How new mothers can recognise and prevent mastitis
Posted on 31 January 2018
Mastitis is the often-painful infection of the breast caused by a clogged duct in the nipple of a breastfeeding mother. Mediclinic Vergelegen gynaecologist and obstetrician, Dr Ludwig van Zyl, advises on prevention and treatment.
Mastitis refers to any infection of the breast tissue. The infection is normally accompanied by redness and swelling in the breast, but also tenderness and fever similar to flu symptoms.
Dr van Zyl says there are two main symptoms of mastitis in lactating women:
He explains that it usually stems from engorged breasts – when the flow of breast milk hasn’t been established properly.
Engorgement is when the fullness of the breast that occurs during the first few days after giving birth does not dissipate after two to three weeks of breastfeeding. Instead, if the breasts throb, are hard and lumpy, or feel uncomfortable or painfully full, they are likely engorged.
Unrelieved engorged breasts can lead to mastitis (infection), but also low milk supply, or a breast abscess.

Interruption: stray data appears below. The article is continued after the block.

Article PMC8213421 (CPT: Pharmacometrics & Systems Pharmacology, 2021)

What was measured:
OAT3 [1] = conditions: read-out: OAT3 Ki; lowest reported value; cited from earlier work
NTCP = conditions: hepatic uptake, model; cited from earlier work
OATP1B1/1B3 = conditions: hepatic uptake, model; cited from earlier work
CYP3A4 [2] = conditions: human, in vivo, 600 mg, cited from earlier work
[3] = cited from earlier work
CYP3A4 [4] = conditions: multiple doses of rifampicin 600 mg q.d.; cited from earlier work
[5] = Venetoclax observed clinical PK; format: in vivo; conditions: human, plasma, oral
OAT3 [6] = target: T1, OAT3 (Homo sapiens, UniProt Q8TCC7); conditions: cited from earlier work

Infection of the breast may also occur from bacteria entering the ducts from the outside through a cracked nipple.
Mastitis, when it occurs, is commonly reported during the first three months of breastfeeding but, like engorgement, it does not affect all women who breastfeed. It can also occur when it is time to wean.
‘If breastfeeding is well-established, there’s a good flow of milk, and the mother breastfeeds regularly, it’s usually not an issue,’ says Dr van Zyl.
Diagnosis and Treatment
Not all cases of mastitis involve significant pain. Other symptoms to look out for include:
- Redness on the breast that may be painful to touch
- Engorged breasts
- Chills and body aches
An antibiotic may be prescribed but it’s not always necessary.
‘Most mothers can get their milk flowing again if they apply heat or just have warm water running over the breast,’ says Dr van Zyl. He also recommends physiotherapy that involves massaging the breast and/or ultrasound to decrease swelling and promote milk flow.
He assures patients that cabbage leaves are not an old wives’ tale. ‘For some patients, it really works well. Cool cabbage leaves inside a bra can bring relief.’
Breastfeeding mothers can help avoid mastitis by:
- Avoiding tight bras or constricting clothing
- Not sleeping on your stomach
- Regularly feeding your baby breast milk (missed feeds or not emptying the breasts can cause engorgement)
- Breast compression or massage before latching
- Using a breastfeeding pillow to maintain a good feeding position
As Dr van Zyl concludes, ‘You must establish good flow and feed regularly. If you see early signs of mastitis you need to seek help.’